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Sunday, October 4, 2009

Wireless Charging for Electric Vehicles 'on-the-move' within 2-3 Years

A German company is working on technology to fit roads with embedded induction-loops that can recharge EVs on the move, without the need for connectors or cords. The technology is similar to that being developed by researchers at the Korea Advanced Institute of Science and Technology (KAIST) for the (OLEV), and is an extension of the wireless parking space recharging technology we have previously reported on. It is already being used in production plants and large warehouse facilities to both power and remotely direct robotic floor conveyor vehicles.

The company, Ingenieurgesellschaft Auto und Verkehr (IAV), claims that with their system transmission efficiency is around 90%. The system is sensitive to the distance between the road and the vehicle mounted antenna, so IAV suggest that the electric vehicles could employ active suspension and opto-electronic measurement techniques to automatically maintain the optimum distance. Perhaps having the antenna mounted on an inverted pentagram under the vehicle is the answer.

Because of high transmission efficiency only limited segments of road would need the network as EVs can receive a recharge on a main road, for example, then continue on their way on non-electrified roads powered by the now recharged vehicle battery.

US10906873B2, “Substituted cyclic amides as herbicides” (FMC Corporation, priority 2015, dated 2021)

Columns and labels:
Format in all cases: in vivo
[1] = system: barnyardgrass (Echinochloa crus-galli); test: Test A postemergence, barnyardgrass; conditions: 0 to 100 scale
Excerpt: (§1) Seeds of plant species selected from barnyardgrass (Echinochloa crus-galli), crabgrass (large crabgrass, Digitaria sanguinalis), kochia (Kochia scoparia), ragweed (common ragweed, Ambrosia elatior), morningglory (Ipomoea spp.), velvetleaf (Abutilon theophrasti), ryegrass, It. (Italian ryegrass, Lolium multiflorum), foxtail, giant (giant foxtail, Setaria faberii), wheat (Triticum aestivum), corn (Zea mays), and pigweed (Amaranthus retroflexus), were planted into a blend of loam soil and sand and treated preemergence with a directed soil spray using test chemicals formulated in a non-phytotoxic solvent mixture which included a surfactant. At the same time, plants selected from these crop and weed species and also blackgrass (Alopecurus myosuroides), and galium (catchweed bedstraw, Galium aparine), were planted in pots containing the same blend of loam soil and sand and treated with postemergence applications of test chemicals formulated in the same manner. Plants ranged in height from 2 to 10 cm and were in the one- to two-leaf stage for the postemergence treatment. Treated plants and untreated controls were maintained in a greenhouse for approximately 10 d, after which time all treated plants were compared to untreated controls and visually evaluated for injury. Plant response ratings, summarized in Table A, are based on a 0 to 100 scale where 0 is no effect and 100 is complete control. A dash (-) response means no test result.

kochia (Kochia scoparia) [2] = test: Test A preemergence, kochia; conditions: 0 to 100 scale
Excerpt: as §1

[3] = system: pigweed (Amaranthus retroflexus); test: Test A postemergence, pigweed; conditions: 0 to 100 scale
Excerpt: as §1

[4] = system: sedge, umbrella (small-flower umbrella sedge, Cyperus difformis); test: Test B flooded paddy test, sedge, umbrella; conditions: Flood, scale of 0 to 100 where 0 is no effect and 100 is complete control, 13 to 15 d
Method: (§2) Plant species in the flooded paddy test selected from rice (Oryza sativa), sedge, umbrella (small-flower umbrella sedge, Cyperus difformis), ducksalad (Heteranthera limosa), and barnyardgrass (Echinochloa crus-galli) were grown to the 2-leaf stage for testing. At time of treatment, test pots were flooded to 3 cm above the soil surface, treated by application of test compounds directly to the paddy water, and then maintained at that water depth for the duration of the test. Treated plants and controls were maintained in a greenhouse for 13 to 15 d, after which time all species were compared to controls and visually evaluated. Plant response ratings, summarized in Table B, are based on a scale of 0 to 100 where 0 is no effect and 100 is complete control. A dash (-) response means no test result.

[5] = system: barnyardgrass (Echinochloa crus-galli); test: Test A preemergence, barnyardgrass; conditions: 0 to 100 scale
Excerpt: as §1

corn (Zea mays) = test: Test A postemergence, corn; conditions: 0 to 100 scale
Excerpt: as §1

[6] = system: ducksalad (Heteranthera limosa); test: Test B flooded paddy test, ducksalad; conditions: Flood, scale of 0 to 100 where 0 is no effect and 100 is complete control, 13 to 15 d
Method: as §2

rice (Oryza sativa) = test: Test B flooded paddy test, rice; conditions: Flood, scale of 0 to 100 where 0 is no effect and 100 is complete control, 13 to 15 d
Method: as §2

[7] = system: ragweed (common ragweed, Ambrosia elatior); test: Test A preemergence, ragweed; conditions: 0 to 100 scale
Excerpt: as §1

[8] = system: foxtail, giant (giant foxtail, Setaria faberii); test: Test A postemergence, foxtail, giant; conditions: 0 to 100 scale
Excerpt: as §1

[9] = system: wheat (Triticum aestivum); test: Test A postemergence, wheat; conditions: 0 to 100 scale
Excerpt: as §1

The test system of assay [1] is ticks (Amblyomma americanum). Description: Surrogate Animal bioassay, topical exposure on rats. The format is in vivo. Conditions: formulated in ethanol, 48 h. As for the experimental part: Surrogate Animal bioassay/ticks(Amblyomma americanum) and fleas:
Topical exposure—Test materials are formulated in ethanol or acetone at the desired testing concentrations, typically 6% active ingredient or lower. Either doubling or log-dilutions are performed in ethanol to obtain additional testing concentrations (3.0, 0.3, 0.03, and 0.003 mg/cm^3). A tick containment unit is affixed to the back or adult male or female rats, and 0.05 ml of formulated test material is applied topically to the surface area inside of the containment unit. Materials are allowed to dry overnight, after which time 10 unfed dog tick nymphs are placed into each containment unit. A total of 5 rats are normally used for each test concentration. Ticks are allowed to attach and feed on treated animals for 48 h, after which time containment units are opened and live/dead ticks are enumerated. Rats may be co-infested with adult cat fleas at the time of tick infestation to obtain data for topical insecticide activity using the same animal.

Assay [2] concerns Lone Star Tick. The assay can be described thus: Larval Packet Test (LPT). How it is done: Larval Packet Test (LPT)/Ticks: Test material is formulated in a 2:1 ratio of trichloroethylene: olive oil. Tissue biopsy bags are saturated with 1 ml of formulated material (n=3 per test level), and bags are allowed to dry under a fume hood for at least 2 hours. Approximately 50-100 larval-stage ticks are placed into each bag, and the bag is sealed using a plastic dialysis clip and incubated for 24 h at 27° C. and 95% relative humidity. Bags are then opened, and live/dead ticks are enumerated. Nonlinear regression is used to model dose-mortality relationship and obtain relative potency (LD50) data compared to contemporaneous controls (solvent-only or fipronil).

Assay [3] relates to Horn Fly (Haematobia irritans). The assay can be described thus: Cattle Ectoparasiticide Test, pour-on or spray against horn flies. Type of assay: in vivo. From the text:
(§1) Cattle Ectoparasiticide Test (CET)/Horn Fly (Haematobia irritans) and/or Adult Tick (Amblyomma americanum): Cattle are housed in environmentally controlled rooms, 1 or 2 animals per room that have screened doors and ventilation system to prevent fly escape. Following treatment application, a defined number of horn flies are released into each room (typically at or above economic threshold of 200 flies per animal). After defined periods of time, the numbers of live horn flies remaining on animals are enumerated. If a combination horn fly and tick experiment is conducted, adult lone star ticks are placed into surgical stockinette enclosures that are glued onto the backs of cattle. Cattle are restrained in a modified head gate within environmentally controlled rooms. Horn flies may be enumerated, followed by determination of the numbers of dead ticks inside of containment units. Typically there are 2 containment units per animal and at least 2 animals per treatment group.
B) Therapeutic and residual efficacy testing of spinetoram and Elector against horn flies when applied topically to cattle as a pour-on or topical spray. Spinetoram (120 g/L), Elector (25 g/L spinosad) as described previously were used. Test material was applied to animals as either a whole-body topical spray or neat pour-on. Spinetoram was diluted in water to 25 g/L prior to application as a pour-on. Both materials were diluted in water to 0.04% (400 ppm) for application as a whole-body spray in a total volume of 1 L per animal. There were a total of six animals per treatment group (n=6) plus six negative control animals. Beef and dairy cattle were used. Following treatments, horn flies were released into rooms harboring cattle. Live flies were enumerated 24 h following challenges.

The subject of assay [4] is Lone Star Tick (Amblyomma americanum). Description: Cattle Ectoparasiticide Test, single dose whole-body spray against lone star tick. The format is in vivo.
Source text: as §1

IAV is confident that its electromagnetic induction technology will be developed to production-ready status in the next few years. A 1/28 scale model of the system is already “functioning perfectly” the company says, and construction of a demonstration section of “charging road,” and a full-scale test track, are in the planning stages in the German state of Lower Saxony.

A question remains regarding how to charge drivers for using the system. Burying the induction antenna under 'priority' lanes such as bus lanes or clearways and using the now familiar road tolling methods such as radio toll tag or license plate camera ID could be one solution matching vehicle identification with data recorded of how much current each vehicle draws off the grid.

As the induction system uses a simple insulated cable installed on the ground compared to the suspended overhead line system currently used on sections of electrified railway, we also see potential for this technology to provide a cheaper way to electrify rural and freight railways lines, eliminating the need for diesel locomotives.

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1 comment:

waidy said...

This is something I have been thinking about and talking about ever since the wireless network was born. It is now becoming a reality. Yeahhh !!


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